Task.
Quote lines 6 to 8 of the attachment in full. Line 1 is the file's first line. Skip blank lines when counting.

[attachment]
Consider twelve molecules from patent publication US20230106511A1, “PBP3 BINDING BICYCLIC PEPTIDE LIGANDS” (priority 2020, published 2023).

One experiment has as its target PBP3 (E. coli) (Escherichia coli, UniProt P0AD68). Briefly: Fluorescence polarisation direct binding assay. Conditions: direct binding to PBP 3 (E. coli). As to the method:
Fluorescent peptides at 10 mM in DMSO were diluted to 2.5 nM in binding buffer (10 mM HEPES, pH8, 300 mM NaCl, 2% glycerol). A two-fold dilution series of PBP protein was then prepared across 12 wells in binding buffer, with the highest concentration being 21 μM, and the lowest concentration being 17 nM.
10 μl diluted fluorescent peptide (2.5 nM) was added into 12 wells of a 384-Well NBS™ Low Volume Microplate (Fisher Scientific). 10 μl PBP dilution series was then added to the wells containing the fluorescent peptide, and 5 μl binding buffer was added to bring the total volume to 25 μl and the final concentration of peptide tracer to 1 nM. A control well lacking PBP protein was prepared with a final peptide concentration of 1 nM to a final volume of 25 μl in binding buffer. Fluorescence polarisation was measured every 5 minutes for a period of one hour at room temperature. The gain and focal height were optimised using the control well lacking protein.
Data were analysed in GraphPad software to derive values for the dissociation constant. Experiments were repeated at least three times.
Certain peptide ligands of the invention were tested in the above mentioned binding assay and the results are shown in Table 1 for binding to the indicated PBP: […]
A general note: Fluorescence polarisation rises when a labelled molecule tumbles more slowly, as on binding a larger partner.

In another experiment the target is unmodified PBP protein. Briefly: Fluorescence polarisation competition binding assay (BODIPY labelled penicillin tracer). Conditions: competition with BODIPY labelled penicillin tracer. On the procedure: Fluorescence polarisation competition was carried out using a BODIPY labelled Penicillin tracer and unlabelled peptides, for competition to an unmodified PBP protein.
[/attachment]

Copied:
Certain peptide ligands of the invention were tested in the above mentioned binding assay and the results are shown in Table 1 for binding to the indicated PBP: […]
A general note: Fluorescence polarisation rises when a labelled molecule tumbles more slowly, as on binding a larger partner.

In another experiment the target is unmodified PBP protein. Briefly: Fluorescence polarisation competition binding assay (BODIPY labelled penicillin tracer). Conditions: competition with BODIPY labelled penicillin tracer. On the procedure: Fluorescence polarisation competition was carried out using a BODIPY labelled Penicillin tracer and unlabelled peptides, for competition to an unmodified PBP protein.